- Lloyd Bridges riff of being "Dirk Squarejaw" would begin a notable practice of naming beefy spaceship pilots with macho names; the same will happen to Ken Clark's character John Anderson in 12 to the Moon and, most notably, to Reb Brown's character Dave Ryder in Space Mutiny.
- With the multiple changes in the show between seasons 1 and 2, there are multiple new scenes in the opening:
- The scenes with Larry in the opening are replaced with Frank; while the footage with the old set is replaced with the new one
- The "Robot Roll Call" sequence now has text for all the bots; as well as Joel being pushed back with text instead of saying it deadpan
- The shot of the SOL now has Forrester and Frank rise up into space to say the last "la la la" instead of cutting back to Deep 13
- The shot of the Demon Dogs invading the SOL is now replaced with Joel playing the BGC-19 Drum Kit from this episode's Invention Exchange.
- SPACOM (Project Moon Base)
- "...I've been to paradise but I've never been to me."
A lyric from the infamous 1982 Charlene hit I've Never Been to Me about a woman trying to prove to another woman that having a husband and child is greater than all the extraordinary things the singer has done.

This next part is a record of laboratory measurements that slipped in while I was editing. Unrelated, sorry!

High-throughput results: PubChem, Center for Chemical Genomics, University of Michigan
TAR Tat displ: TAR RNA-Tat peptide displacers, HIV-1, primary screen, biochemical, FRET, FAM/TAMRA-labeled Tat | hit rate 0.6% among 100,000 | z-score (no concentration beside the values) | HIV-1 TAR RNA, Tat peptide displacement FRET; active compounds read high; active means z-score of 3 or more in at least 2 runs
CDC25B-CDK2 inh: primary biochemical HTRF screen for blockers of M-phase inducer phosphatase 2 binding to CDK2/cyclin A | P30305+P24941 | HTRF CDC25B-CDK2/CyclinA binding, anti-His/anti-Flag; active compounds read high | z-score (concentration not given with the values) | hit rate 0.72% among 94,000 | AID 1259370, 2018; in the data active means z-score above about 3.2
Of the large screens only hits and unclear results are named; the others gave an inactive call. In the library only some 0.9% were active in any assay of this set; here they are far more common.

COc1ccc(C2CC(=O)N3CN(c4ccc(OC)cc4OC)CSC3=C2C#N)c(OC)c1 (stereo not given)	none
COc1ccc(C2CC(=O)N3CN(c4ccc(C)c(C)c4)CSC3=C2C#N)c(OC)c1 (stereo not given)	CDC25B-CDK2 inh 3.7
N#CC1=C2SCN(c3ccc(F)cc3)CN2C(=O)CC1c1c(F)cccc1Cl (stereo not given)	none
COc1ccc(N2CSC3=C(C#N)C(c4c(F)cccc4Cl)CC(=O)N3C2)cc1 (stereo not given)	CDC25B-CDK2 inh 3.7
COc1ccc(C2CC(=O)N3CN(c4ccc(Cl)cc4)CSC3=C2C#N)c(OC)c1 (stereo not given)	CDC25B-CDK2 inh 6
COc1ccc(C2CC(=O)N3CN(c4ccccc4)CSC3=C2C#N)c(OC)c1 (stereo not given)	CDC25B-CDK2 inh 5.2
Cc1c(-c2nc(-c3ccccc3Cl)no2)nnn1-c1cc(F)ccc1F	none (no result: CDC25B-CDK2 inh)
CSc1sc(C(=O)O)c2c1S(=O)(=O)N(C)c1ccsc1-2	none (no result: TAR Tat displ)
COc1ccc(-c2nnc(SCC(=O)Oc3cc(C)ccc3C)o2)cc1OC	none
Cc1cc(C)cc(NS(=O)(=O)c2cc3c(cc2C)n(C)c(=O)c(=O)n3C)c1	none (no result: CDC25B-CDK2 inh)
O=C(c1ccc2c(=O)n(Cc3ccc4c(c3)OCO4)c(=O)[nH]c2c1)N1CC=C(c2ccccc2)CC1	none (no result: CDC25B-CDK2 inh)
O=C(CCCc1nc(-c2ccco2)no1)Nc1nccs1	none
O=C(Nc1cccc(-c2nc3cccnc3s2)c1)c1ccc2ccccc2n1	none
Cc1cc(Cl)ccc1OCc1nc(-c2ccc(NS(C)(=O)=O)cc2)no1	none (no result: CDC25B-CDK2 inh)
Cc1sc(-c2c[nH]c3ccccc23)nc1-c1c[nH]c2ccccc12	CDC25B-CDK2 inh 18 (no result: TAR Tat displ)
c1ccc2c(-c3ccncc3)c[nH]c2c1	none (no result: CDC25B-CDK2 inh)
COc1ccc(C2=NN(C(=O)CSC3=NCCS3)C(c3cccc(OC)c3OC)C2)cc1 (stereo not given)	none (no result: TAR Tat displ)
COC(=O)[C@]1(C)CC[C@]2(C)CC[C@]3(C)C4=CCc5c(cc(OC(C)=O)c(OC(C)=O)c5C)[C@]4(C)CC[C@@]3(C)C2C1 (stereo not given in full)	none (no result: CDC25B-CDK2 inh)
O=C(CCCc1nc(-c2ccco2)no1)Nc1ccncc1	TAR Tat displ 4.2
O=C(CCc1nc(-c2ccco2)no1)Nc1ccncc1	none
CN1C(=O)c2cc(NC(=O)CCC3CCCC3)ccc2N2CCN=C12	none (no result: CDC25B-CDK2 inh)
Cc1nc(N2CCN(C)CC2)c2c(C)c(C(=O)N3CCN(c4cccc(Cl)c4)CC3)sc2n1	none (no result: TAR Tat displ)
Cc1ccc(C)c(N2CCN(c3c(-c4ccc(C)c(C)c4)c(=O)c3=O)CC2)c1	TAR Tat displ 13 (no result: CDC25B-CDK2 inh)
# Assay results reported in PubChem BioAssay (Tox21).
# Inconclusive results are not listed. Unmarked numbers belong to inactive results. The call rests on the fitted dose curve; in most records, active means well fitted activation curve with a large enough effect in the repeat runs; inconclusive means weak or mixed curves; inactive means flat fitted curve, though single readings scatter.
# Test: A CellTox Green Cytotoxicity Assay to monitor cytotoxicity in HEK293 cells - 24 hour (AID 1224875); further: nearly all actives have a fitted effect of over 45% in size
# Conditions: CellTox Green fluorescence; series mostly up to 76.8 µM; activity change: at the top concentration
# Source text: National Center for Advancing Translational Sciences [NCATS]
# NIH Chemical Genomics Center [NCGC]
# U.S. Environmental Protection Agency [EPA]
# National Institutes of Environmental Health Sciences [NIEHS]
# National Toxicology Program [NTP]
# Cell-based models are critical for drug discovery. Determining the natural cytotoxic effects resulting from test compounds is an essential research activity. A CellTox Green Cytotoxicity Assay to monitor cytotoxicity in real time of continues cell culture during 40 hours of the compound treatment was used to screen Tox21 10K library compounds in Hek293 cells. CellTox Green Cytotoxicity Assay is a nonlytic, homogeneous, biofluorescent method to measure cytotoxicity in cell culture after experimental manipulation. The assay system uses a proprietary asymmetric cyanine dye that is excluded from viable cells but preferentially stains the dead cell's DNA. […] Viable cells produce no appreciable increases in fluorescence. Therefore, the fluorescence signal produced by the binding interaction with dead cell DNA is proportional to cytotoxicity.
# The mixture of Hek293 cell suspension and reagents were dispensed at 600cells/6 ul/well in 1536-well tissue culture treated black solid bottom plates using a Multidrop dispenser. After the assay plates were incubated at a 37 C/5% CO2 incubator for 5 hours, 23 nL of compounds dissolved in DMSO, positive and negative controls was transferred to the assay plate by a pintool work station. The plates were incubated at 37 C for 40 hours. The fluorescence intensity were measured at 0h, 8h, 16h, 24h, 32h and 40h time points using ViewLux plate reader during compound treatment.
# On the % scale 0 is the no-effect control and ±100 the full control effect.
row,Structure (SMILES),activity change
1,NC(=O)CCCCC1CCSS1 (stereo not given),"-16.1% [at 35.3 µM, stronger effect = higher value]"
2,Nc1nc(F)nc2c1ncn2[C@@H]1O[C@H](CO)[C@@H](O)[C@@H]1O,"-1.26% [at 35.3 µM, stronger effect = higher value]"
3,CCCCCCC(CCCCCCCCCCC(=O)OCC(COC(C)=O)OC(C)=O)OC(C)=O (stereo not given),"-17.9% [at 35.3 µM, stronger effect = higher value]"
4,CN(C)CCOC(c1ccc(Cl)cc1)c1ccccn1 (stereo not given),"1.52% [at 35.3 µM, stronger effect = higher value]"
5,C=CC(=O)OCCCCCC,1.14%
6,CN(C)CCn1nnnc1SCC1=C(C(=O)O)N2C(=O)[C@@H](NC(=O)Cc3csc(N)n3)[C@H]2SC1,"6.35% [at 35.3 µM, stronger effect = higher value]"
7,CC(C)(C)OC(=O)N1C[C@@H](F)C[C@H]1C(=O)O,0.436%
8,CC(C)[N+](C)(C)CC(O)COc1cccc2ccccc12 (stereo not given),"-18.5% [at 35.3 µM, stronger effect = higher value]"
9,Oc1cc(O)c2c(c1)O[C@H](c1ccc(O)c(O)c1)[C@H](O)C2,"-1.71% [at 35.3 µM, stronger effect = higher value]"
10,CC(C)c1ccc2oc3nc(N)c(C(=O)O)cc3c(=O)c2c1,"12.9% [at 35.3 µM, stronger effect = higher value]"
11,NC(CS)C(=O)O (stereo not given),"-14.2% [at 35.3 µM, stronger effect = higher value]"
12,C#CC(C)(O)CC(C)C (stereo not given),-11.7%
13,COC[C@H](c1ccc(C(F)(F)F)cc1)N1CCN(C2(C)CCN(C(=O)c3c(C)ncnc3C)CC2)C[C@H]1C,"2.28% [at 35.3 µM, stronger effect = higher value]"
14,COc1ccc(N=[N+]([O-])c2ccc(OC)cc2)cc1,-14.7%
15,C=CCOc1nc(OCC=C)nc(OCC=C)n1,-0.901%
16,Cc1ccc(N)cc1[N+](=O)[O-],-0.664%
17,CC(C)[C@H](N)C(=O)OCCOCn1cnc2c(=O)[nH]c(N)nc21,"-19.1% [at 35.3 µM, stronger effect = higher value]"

"Rocket Number Nine" is the title of a song by experimental jazz musician Sun Ra from his 1972 album Space Is the Place.
- "Once the rockets are up, who cares where they come down, that's not my department."
From a 1965 comedy record by Tom Lehrer, "Wernher von Braun", That Was the Year That Was.
- "Hello Cleveland!"
A line from a scene in the movie, Spinal Tap.
- Joel and the Bots remark that two scientists in the film are Siegfried & Roy.
- "Oh look, it looks like an Al Jaffee Mad Magazine fold in."
Joel commenting on a part of the spaceship.
- "Call me Cobra."
A series by Dan Harmon and Jeff Davis, featuring Drew Carey.
- Joel and the Bots say goodnight to all of the astronauts, reminiscent of the American children's book Goodnight Moon by Margaret Wise Brown.
- "Why don't you just show us Marooned?"
Marooned is an Oscar-winning (for visual effects) 1969 film about a disastrous space expedition. Forrester replied to Joel with "We couldn't get it!"; Marooned turned up on MST3K two years after this episode, with the Film Ventures International treatment under the title Space Travelers.
|preceded by: Season 1||MST3K Season 2||followed by: Season 3|
|1990 - 1991|
|201||Rocketship X-M||1990-09-22||206||Ring of Terror||1990-11-03||211||First Spaceship on Venus||1990-12-29|
|202||The Side Hackers||1990-09-29||207||Wild Rebels||1990-11-17||212||Godzilla vs. Megalon||1991-01-19|
|203||Jungle Goddess||1990-10-06||208||Lost Continent||1990-11-24||213||Godzilla vs. the Sea Monster||1991-02-02|
|204||Catalina Caper||1990-10-13||209||The Hellcats||1990-12-08|
|205||Rocket Attack U.S.A.||1990-10-27||210||King Dinosaur||1990-12-22|